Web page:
One of the most discussed deficiencies in the MCDU is the lack of a top of climb or top of descent. It’s not present on the MCDU flight plan, nor is it drawn on the nav display. This isn’t a breaking feature if you know how to do the math to figure out your top of descent, but it is a basic feature that should be there. It obviously does calculate a TOD because if you reset your MCP altitude it will begin descent at TOD if in Profile mode.
Something I recently noticed is the inability to properly track a waypoint when you try to go direct. If ATC offers a shortcut and you try to go direct to a waypoint, the route will be redrawn on the nav display, but the aircraft will try to fly off in another direction as if it is trying to intercept a different route to the waypoint. It reminds me of using “activate leg” in the default GPS.
Another system that is fundamentally flawed and broken in certain cases is the ATS. Unlike your typical Boeing, the 717 uses the same autoflight system as the MD11 and the autothrust is integrated with the auto flight system. The ATS system functions sort of like an Airbus in the sense that it offers speed protection and will avoid and correct a low speed.
If you take a look at the PFD in the 717, specifically the speed tape, you’ll notice an amber bar. This bar represents what is referred to as “VMIN” on the bottom side, and “VMO” on the top. The VMIN is the minimum speed at which the aircraft can maneuver without stalling. It isn’t recommended to fly at VMIN, you should always ensure no less than VMIN +5. The VMO is the maximum operating airspeed, exceeding this speed could damage the aircraft. The ATS system is designed to offer protection against going below VMIN.
When the ATS is on, the system prevents against the MCDU, or pilot, entering a speed below VMIN +5 or above VMO -5. If a speed below VMIN +5 or above VMO -5 is entered the ATS should only go to no less than VMIN +5 or no more than VMO -5. When I originally wrote this review, the TFDi 717 would allow you to enter a low or high speed and the ATS would try to achieve whatever you enter. They’ve almost corrected it in version 220.127.116.11, however from time to time it will allow the speed to drop before correcting. The part TFDi did get correct is the protection against pilot error. If you disconnect the ATS and go into idle thrust the ATS will kick on and accelerate when you’ve gone below VMIN.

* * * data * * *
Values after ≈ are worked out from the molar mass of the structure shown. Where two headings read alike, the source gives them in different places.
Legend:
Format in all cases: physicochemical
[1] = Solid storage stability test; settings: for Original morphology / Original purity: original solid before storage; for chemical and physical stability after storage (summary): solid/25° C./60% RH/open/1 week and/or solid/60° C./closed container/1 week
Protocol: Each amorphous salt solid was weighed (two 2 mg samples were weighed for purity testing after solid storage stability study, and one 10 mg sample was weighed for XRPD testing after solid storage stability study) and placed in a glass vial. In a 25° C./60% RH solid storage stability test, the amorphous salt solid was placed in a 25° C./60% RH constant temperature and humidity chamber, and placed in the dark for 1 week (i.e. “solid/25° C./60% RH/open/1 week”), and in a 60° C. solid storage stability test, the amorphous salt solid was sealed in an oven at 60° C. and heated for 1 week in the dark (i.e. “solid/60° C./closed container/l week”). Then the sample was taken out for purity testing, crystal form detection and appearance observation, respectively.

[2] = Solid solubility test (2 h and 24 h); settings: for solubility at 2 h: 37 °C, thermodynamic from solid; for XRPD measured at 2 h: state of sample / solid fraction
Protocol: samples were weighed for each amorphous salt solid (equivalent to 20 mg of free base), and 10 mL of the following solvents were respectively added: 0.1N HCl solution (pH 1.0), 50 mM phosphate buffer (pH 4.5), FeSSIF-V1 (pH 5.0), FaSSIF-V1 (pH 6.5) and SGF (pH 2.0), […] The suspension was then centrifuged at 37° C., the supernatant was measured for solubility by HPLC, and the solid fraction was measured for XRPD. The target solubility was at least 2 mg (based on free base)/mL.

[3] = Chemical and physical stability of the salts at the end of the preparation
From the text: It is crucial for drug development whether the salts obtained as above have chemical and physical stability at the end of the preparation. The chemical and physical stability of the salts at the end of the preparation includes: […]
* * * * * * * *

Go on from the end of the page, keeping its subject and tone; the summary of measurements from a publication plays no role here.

There’s another ATS issue when you’re landing. Standard procedure in the 717 is to leave the ATS system engaged even when hand flying an approach. It doesn’t matter if you’re in FMS mode, or you manually select a speed, the system should maintain VREF + 5 (unless manually commanding a speed) to 30 feet AGL at which point the system displays “RETARD” in the FMA and disconnects upon touchdown so that reverse thrust may be entered. Sadly this doesn’t exist on the TFDi 717 currently.
Some people are using AFS OVRD OFF (the two switches below the Autoflight button) which is a big no no, or you can disconnect the ATS by clicking the button on either side of the throttles. This is a serious flaw and I really think this needs to be high on their fix list. It does enter “RETARD” when you use autoland, but it does not disconnect the ATS. They need to extend this to work regardless of whether or not autopilot is being used, and it needs to disconnect automatically when reverse thrust is entered. It really seems as if the ATS is half baked currently.
Last, and I shouldn’t say last because there is more, but the way TFDi has made reverse thrust work is not the greatest. Most of us have a button mapped to our joy sticks, throttles, or yokes, and odds are that button will not work. TFDi has made it so that you must use F2, the ‘Throttle Decrease Quickly” command in P3D, to enter reverse thrust. This has lead to many questions in the forums about how to engage reverse thrust because you simply can’t do it the way everybody is use to. To go back to idle thrust you must hit F1, moving the throttle forward will not work. It’s rather annoying and I hope that they’ll make the more common methods work. If they could give us an option of what we want to use in the Addon Manager, that would work as well.
The TFDi 717 comes with the ability to fly “multi-crew”, or shared cockpit. This is becoming an increasingly popular requested feature in addons. The ability to fly with another person is a great experience. I can recall doing these sort of flights back in the FS9 days using the Leonardo Maddog.